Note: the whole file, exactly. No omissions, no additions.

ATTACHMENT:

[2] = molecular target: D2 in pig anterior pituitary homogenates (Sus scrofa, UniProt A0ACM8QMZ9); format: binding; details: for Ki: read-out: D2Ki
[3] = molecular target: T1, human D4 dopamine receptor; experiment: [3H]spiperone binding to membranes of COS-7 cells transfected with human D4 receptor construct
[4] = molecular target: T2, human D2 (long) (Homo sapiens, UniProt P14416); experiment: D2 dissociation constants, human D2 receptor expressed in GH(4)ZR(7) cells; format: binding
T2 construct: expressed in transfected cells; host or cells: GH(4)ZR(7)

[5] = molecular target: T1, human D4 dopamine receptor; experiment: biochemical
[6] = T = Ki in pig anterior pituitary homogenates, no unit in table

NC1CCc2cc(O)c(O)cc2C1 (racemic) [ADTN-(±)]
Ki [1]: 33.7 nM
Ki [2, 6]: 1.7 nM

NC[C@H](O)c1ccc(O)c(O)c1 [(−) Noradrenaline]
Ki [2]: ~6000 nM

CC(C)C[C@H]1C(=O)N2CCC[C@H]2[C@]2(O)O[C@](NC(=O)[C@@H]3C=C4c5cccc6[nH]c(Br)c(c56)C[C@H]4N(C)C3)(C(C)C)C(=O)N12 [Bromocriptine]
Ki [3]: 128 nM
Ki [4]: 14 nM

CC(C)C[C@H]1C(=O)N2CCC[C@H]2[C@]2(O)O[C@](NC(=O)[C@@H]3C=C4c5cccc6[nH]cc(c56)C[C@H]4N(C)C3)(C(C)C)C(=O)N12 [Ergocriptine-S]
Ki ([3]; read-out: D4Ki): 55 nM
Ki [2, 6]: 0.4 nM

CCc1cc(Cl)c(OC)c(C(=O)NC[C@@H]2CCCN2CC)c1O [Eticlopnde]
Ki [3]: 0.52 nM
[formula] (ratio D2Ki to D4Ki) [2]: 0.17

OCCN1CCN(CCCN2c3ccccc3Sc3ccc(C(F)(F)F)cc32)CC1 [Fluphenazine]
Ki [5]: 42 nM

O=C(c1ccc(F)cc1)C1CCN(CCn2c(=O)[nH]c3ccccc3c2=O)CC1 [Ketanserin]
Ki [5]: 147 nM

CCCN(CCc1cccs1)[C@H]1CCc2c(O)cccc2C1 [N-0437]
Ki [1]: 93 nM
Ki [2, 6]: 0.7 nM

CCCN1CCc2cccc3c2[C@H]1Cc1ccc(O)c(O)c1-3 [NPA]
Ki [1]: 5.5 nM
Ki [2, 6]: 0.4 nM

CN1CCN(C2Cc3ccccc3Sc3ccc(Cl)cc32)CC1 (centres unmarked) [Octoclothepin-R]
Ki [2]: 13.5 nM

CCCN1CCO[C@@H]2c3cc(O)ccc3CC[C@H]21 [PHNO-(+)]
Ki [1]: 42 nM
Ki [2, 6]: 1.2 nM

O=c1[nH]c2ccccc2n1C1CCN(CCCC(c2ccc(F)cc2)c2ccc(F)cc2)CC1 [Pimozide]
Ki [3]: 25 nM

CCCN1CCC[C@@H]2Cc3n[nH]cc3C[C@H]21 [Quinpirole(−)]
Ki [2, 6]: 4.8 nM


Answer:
[2] = molecular target: D2 in pig anterior pituitary homogenates (Sus scrofa, UniProt A0ACM8QMZ9); format: binding; details: for Ki: read-out: D2Ki
[3] = molecular target: T1, human D4 dopamine receptor; experiment: [3H]spiperone binding to membranes of COS-7 cells transfected with human D4 receptor construct
[4] = molecular target: T2, human D2 (long) (Homo sapiens, UniProt P14416); experiment: D2 dissociation constants, human D2 receptor expressed in GH(4)ZR(7) cells; format: binding
T2 construct: expressed in transfected cells; host or cells: GH(4)ZR(7)

[5] = molecular target: T1, human D4 dopamine receptor; experiment: biochemical
[6] = T = Ki in pig anterior pituitary homogenates, no unit in table

NC1CCc2cc(O)c(O)cc2C1 (racemic) [ADTN-(±)]
Ki [1]: 33.7 nM
Ki [2, 6]: 1.7 nM

NC[C@H](O)c1ccc(O)c(O)c1 [(−) Noradrenaline]
Ki [2]: ~6000 nM

CC(C)C[C@H]1C(=O)N2CCC[C@H]2[C@]2(O)O[C@](NC(=O)[C@@H]3C=C4c5cccc6[nH]c(Br)c(c56)C[C@H]4N(C)C3)(C(C)C)C(=O)N12 [Bromocriptine]
Ki [3]: 128 nM
Ki [4]: 14 nM

CC(C)C[C@H]1C(=O)N2CCC[C@H]2[C@]2(O)O[C@](NC(=O)[C@@H]3C=C4c5cccc6[nH]cc(c56)C[C@H]4N(C)C3)(C(C)C)C(=O)N12 [Ergocriptine-S]
Ki ([3]; read-out: D4Ki): 55 nM
Ki [2, 6]: 0.4 nM

CCc1cc(Cl)c(OC)c(C(=O)NC[C@@H]2CCCN2CC)c1O [Eticlopnde]
Ki [3]: 0.52 nM
[formula] (ratio D2Ki to D4Ki) [2]: 0.17

OCCN1CCN(CCCN2c3ccccc3Sc3ccc(C(F)(F)F)cc32)CC1 [Fluphenazine]
Ki [5]: 42 nM

O=C(c1ccc(F)cc1)C1CCN(CCn2c(=O)[nH]c3ccccc3c2=O)CC1 [Ketanserin]
Ki [5]: 147 nM

CCCN(CCc1cccs1)[C@H]1CCc2c(O)cccc2C1 [N-0437]
Ki [1]: 93 nM
Ki [2, 6]: 0.7 nM

CCCN1CCc2cccc3c2[C@H]1Cc1ccc(O)c(O)c1-3 [NPA]
Ki [1]: 5.5 nM
Ki [2, 6]: 0.4 nM

CN1CCN(C2Cc3ccccc3Sc3ccc(Cl)cc32)CC1 (centres unmarked) [Octoclothepin-R]
Ki [2]: 13.5 nM

CCCN1CCO[C@@H]2c3cc(O)ccc3CC[C@H]21 [PHNO-(+)]
Ki [1]: 42 nM
Ki [2, 6]: 1.2 nM

O=c1[nH]c2ccccc2n1C1CCN(CCCC(c2ccc(F)cc2)c2ccc(F)cc2)CC1 [Pimozide]
Ki [3]: 25 nM

CCCN1CCC[C@@H]2Cc3n[nH]cc3C[C@H]21 [Quinpirole(−)]
Ki [2, 6]: 4.8 nM